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Thinking in C++
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Sometimes it is appropriate to trade execution speed for programmer productivity. A financial model, for example, may be useful for only a short period of time, so it’s more important to create the model rapidly than to execute it rapidly. However, most applications require some degree of efficiency, so C++ always errs on the side of greater efficiency. Because C programmers tend to be very efficiency-conscious, this is also a way to ensure that they won’t be able to argue that the language is too fat and slow. A number of features in C++ are intended to allow you to tune for performance when the generated code isn’t efficient enough.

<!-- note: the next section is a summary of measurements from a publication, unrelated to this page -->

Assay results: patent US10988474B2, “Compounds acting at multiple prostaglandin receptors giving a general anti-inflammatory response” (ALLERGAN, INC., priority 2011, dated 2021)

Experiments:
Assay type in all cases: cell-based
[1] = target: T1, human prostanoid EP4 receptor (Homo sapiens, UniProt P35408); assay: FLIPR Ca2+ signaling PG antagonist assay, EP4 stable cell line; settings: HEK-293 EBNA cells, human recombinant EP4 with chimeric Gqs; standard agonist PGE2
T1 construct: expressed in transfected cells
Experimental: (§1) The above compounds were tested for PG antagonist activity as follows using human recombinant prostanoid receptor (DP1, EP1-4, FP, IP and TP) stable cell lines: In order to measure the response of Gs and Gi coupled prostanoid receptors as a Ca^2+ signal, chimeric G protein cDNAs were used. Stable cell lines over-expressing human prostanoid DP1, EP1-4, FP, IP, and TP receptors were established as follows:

Not only do you have the same low-level control as in C (and the ability to directly write assembly language within a C++ program), but anecdotal evidence suggests that the program speed for an object-oriented C++ program tends to be within ±10% of a program written in C, and often much closer[22]. The design produced for an OOP program may actually be more efficient than the C counterpart.

Thinking in C++
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   Reproduced courtesy of Bruce Eckel, MindView, Inc. Design by Interspire